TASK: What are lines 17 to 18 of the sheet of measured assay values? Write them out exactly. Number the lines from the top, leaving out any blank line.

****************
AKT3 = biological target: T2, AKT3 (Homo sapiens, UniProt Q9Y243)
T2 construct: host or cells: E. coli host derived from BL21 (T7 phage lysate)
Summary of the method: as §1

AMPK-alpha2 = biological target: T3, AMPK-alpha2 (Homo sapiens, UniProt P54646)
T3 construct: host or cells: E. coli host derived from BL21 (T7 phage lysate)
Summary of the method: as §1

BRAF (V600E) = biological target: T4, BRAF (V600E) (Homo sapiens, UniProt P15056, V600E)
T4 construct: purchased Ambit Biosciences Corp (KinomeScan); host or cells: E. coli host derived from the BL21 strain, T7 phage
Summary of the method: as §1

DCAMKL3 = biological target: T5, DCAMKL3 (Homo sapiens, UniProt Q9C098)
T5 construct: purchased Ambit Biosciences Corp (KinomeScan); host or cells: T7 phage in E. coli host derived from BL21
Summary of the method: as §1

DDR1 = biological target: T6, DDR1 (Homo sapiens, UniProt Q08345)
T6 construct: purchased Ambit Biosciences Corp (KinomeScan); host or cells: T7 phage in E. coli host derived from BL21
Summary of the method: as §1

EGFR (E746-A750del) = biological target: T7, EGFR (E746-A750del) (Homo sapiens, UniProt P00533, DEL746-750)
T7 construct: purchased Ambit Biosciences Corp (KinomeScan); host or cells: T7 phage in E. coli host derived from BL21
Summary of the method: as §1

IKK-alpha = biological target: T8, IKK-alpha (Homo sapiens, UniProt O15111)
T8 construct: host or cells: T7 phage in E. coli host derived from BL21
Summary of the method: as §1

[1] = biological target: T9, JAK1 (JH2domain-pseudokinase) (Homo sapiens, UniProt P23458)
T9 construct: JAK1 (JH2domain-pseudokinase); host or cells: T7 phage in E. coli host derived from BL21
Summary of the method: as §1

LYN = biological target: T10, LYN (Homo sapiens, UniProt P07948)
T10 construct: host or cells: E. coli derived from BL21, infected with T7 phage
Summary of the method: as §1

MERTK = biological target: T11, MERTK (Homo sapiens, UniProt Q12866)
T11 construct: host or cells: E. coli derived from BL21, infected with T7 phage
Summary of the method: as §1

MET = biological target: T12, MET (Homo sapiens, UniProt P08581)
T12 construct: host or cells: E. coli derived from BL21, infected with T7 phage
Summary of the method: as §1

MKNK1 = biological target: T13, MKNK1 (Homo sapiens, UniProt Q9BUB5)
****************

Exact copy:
T7 construct: purchased Ambit Biosciences Corp (KinomeScan); host or cells: T7 phage in E. coli host derived from BL21
Summary of the method: as §1